Yet many people think that observing external obligations makes you "good." It is easy to make this mistake. After all, complying with the law seems like a "good" thing to do. But the law is indifferent to intention. And intention is the only thing that determines whether a person is good. In that sense, it is possible to seem good by fulfilling every imaginable legal standard. Yet it is also possible to have only bad intentions while complying with the law. You can be a total scoundrel yet do nothing illegal. If a person did not know you, they might say: "Well, he is law-abiding. So he must be a good person." To that extent, fulfilling external obligations can disguise ethical flaws.

I encountered an example to illustrate this easily confused distinction in the New York Post a few days ago. I read an article about some poor web designer who got run over in a Brooklyn street. See N.Y. Post, Horror hit-run in B'klyn, April 19, 2010 at p. 9. The article quoted his landlord. She spoke about his character: "He works. He comes home. He's a very good person (emphasis added)."

What did the landlord know about this guy? How did she know he was a "very good person?" She based her assessment on the fact that he works and comes home. What does that have to do with ethical goodness or pure intention? Nothing. If anything, it reveals that the landlord thinks the web designer was a "good person" solely because he went to his job, came home every night and ostensibly paid the rent. He might have been an utter scoundrel who doublecrossed his friends and broke women's hearts. Yet as far as the landlord was concerned, he was a "good person" because he adhered to his contractual obligations to pay rent. He also was a "good person" because he quietly went to his job and caused no disturbances.

I suppose this is what it takes to be a "good person" in a landlord's eyes. Landlord apply a "formula" for goodness: Have good credit; make an income; cause no trouble; pay your rent; keep your mouth shut; pay next month's rent; pay a late fee after the first. Your intentions do not matter. And "being a good person" means acting exactly the way the landlord wants. In this case, the landlord happened to like the way her tenant behaved because he did what enriched her. She morally approved him because his behavior coincided with her interests. His own ethical qualities did not influence her appraisal. It was "all about her." And that determined whether he was "good."

This gravely misunderstands what it means to be a "good person." A person is not "good" simply because he acts in a way that enriches another. Nor is he "good" simply because he adheres to contractual obligations under law. Rather, goodness is more subtle than that. There is no checklist. Action is not enough. It takes real reflection to see whether someone is good. Getting a rent check in the mail every month does not suffice to prove goodness.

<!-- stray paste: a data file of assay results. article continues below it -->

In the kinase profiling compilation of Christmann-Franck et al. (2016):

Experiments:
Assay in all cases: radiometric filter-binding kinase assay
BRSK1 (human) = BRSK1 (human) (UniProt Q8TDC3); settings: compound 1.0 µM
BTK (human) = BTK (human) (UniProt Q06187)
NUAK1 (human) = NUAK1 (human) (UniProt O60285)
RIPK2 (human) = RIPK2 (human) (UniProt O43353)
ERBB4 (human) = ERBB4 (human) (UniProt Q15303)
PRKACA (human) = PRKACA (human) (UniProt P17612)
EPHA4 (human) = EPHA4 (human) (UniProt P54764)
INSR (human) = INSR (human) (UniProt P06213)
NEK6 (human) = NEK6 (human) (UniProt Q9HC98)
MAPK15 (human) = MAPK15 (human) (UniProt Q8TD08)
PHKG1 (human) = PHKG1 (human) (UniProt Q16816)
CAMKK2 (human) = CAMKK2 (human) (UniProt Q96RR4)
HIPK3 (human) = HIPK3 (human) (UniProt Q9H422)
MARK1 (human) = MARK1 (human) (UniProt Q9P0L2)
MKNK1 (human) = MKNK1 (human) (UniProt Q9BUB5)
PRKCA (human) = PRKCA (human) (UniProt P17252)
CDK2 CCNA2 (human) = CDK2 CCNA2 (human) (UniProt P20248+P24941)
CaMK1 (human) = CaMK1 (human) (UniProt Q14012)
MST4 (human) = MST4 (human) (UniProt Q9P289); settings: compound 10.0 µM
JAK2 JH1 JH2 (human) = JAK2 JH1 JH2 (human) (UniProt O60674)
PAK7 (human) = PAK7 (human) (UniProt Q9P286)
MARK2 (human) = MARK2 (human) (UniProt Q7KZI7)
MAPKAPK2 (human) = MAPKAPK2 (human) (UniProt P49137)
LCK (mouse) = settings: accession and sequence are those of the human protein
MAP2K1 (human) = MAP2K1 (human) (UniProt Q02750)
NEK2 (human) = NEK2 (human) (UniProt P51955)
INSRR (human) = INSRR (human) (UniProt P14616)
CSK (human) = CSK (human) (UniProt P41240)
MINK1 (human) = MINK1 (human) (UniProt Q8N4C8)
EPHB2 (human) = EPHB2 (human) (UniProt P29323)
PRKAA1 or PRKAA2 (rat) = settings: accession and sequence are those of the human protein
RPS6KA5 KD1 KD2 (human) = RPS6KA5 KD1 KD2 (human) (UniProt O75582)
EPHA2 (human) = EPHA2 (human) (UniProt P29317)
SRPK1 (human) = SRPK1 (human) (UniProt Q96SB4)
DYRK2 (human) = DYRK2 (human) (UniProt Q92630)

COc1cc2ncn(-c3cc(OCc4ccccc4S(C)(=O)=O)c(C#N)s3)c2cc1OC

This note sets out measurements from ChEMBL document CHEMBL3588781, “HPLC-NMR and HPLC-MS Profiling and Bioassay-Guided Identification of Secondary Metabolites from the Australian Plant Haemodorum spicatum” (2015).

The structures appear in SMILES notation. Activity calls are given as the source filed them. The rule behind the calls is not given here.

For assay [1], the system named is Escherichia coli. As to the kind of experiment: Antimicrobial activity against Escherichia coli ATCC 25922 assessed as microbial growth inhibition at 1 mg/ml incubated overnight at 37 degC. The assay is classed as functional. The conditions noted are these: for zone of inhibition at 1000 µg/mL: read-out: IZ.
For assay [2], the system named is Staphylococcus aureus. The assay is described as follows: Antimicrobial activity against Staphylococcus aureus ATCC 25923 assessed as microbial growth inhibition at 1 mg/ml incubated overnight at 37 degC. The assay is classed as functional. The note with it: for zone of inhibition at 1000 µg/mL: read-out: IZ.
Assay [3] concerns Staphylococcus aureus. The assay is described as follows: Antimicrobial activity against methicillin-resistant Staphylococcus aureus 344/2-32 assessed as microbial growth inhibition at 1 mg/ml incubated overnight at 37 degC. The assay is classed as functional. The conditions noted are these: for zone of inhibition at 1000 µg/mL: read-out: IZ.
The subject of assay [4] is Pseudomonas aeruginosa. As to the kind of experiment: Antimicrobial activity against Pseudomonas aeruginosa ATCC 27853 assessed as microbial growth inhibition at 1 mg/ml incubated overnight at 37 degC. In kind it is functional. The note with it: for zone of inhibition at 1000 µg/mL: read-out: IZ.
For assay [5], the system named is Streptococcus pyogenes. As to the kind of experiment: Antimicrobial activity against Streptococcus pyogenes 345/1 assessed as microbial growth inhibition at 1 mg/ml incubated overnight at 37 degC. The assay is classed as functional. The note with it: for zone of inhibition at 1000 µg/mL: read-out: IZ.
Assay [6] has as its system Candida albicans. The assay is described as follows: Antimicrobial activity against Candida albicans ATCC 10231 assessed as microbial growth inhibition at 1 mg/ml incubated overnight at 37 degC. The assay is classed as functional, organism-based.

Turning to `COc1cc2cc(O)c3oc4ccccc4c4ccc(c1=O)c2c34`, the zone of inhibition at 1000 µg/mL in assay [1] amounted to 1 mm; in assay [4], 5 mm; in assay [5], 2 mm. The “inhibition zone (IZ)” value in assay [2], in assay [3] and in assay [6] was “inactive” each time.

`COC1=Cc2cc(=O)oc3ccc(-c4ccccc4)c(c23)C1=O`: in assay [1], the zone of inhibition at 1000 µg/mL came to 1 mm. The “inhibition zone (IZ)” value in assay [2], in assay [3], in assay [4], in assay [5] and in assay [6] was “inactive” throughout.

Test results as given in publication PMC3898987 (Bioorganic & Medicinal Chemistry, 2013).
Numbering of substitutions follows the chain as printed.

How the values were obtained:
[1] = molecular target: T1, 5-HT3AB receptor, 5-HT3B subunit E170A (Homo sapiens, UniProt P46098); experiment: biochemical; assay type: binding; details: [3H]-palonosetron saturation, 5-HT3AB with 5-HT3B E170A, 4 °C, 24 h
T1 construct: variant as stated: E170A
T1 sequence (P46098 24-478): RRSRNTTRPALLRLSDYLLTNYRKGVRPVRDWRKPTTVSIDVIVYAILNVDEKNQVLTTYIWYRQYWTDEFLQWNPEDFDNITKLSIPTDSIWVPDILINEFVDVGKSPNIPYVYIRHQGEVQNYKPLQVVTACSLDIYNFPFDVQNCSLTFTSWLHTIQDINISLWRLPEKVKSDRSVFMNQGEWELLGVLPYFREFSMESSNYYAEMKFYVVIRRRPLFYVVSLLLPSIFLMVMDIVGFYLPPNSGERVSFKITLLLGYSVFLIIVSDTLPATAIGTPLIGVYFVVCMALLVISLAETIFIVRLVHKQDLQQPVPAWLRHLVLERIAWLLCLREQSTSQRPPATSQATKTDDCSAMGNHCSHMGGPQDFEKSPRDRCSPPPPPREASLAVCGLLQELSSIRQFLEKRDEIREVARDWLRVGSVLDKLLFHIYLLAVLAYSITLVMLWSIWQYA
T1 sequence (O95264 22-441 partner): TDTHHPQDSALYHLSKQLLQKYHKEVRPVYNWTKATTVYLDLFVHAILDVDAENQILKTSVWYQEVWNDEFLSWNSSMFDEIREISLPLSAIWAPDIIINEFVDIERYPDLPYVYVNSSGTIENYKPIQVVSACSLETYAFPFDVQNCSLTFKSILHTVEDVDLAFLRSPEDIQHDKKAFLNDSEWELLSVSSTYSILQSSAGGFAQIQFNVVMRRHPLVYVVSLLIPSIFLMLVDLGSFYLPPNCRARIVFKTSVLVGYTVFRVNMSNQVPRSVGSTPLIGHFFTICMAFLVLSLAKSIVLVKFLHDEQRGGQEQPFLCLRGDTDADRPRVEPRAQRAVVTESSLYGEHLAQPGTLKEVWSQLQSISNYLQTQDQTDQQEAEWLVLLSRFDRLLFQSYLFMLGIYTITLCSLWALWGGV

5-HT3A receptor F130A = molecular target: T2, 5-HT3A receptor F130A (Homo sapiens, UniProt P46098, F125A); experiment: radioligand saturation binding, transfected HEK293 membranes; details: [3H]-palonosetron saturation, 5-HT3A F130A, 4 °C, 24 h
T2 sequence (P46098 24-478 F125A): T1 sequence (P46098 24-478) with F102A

Criminals and scallywags can mail rent checks, too. That does not make them good people.

But who has time to sit down and really think about character in our society? It seems we only care about character when we want to damage a foe with some embarrassing "flaw." And once again, we do that to merely to advance ourselves at their expense. By hurting them, we help ourselves. And hurting others is rarely good.

Thursday, April 22, 2010



In Outliers, Malcolm Gladwell analyzes "successful" lives in the United States. In large part, he focuses on work: What draws "successful" people to their work, and why do they enjoy it? In broad outline, he asserts that "satisfaction with work" involves three distinct criteria: (1) Autonomy: You must have control over what you do; (2) Complexity : Your work must involve fresh mental challenges, not mind-numbing repetition; and (3) Connection between Effort and Reward : You must receive compensation in an amount that fairly correlates with the amount of effort you believe you have expended. Gladwell says that all three criteria must be present for a person to "enjoy their job."

I agree with Gladwell that people who have autonomy in their working lives "enjoy" their work far more than people who receive condescending orders all day in a suffocating corporate hierarchy. I also agree that people who face fresh new tasks every day enjoy their jobs more because they do not burn themselves out endlessly doing the same thing day after day. And I agree that people who get paid what they think they deserve obviously feel better about working than people who receive virtually nothing for ceaseless effort.

But who the hell fulfills any of these criteria at a typical American job, let alone all three? Gladwell's formula might be accurate, but it is essentially inapplicable: In America, our employment system is not designed to grant autonomy, complexity or fair rewards. To the contrary, it is designed to suppress autonomy, eliminate complexity and pay the least for the most effort. This is the sad truth. And it is no one individual's fault: It is the fault of private capitalism and its tendency to instrumentalize human beings for private profit. And this is also why no one is really "happy" at their job, at least under the Gladwell criteria.